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Beth Sorensen
Office of Communications


Reed College has been awarded a Medical Research Foundation seed grant of $23,990 from the Oregon Health Sciences Foundation in support of professor of biology Peter J. Russell's project "Genetic Control of Replication of Yeast RNA Viruses."

Russell's research goal is to understand the genetics and molecular biology of the life cycle of RNA viruses found within protein coats in the yeast cell. Experiments supported by the award will involve working with DNA clones of the virus genomes and using those clones to initiate the virus life cycle. With such an approach, he will then be able to make specific mutations in the DNA clones and then see the mutation's effects on the life cycle of the virus.

Peter J. Russell, a professor at Reed since 1972, received his B.Sc. from the University of Sussex, England and his Ph.D. from Cornell University. In the past, Russell has supported his research with sizable grants from the National Science Foundation, the Howard Hughes Medical Institute, the Medical Research Foundation of Oregon, and the American Cancer Society. He is the author of numerous journal articles and Genetics (Benjamin/Cummings), a college-level textbook now in its fifth edition. He also has made a number of contributions to the Biology Place, a web site that provides high school and college biology classroom activities and information including interactive study guides and research articles on current genetics research papers. Russell is currently working on the second edition of Fundamentals of Genetics, which is a shorter version of Genetics; Italian editions of both books were recently completed. He is also the project director on the $500,000 NSF AIRE award Reed College recently received to support an undergraduate research and peer mentorship program.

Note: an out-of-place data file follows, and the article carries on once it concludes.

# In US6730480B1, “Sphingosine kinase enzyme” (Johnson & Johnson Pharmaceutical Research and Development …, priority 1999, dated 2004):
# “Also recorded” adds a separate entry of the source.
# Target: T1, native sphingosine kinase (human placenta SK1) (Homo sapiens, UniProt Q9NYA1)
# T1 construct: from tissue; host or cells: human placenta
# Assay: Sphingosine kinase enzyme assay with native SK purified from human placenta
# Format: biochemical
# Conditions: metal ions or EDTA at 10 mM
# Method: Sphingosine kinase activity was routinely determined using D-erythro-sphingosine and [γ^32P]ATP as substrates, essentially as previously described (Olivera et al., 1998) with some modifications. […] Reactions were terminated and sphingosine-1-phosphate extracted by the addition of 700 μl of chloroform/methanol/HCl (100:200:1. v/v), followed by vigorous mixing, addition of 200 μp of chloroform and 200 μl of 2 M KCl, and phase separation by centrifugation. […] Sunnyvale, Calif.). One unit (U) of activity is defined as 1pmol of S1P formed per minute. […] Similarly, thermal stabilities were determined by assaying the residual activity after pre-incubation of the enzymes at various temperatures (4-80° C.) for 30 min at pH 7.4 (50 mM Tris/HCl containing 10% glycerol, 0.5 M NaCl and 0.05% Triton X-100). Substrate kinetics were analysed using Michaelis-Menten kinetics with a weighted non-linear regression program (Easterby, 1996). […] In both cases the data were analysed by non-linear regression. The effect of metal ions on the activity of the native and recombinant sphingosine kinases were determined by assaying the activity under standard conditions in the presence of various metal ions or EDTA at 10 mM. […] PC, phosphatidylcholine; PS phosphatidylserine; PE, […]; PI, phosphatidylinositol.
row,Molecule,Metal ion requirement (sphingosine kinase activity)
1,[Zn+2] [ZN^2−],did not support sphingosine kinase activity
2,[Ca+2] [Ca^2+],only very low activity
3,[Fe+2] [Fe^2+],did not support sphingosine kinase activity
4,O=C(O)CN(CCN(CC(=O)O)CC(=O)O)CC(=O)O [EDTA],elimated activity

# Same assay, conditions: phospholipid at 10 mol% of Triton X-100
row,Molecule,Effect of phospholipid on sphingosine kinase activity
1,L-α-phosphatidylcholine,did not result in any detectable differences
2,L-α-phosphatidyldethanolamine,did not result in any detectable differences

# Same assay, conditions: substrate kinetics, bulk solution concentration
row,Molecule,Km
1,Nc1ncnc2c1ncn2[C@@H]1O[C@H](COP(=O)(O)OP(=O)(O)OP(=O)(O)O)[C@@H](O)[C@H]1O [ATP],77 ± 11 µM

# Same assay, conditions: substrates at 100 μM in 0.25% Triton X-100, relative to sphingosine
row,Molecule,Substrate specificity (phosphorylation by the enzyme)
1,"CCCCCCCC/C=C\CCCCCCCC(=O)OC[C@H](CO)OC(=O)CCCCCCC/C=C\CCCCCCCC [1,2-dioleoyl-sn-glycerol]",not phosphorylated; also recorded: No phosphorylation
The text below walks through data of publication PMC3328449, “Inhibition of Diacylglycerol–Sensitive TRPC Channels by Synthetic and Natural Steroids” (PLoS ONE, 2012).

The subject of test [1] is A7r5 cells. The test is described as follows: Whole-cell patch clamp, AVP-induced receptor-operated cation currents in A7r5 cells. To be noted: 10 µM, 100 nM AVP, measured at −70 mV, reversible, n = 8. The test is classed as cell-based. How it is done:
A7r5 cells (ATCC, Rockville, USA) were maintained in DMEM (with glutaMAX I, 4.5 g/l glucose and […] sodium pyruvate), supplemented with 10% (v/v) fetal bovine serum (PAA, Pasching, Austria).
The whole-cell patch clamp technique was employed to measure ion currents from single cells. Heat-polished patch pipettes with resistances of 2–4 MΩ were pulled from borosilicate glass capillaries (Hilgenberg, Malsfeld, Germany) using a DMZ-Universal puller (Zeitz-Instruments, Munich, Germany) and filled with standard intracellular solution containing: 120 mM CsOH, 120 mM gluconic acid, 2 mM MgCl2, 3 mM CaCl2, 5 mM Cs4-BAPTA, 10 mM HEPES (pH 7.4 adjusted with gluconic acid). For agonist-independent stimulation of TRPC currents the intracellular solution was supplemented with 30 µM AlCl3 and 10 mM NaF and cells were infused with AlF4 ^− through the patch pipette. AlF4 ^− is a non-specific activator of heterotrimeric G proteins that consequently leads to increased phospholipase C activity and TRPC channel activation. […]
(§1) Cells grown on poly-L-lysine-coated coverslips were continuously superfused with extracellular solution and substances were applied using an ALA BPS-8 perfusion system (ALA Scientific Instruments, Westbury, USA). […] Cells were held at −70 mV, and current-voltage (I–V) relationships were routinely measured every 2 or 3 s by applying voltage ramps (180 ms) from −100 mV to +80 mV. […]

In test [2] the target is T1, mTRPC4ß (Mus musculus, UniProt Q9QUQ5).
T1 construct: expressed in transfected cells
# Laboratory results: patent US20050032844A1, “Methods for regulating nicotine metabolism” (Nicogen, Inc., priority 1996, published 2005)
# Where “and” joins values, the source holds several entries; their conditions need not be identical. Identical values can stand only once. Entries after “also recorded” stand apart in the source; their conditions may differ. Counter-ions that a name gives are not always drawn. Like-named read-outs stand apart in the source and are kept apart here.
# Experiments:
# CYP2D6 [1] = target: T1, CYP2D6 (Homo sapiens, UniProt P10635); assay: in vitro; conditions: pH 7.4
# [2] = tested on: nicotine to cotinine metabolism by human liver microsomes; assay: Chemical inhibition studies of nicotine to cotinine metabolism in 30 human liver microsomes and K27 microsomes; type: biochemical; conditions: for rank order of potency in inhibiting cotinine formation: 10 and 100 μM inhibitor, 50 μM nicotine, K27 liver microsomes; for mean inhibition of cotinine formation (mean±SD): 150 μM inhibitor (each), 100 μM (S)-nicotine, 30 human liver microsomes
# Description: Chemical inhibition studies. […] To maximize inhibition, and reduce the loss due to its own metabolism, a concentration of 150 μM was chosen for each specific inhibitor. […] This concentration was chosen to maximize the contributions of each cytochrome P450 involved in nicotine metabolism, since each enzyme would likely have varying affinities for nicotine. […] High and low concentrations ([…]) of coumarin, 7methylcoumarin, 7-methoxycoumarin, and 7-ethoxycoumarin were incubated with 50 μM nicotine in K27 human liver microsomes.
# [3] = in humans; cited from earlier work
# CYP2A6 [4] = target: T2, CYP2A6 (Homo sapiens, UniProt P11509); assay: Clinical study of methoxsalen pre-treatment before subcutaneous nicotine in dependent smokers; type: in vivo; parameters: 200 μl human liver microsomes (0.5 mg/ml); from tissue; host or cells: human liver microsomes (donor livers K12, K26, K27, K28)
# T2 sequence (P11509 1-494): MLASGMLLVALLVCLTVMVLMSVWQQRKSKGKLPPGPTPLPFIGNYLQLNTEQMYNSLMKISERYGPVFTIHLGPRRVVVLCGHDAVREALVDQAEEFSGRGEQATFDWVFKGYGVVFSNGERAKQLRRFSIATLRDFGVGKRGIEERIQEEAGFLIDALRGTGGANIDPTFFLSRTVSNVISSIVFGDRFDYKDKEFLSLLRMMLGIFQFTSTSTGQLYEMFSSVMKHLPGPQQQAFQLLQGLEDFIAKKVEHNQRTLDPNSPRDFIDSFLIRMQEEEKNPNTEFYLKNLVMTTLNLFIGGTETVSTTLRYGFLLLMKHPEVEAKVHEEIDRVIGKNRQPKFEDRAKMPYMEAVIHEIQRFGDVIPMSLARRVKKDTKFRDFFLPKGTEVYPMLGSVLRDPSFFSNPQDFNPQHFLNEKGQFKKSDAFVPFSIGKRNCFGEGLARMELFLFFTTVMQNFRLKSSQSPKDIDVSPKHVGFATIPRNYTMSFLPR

The Oregon Health Sciences Foundation created its seed money research grant program to enable new investigators to generate sufficient preliminary data to effectively compete for larger, federal grants to support research projects of the highest quality. Additionally, seed money research grants are sometimes awarded to established scientists in need of interim support. Of the scientist receiving seed money grants, 81 percent have obtained additional research funding related to their initial proposal.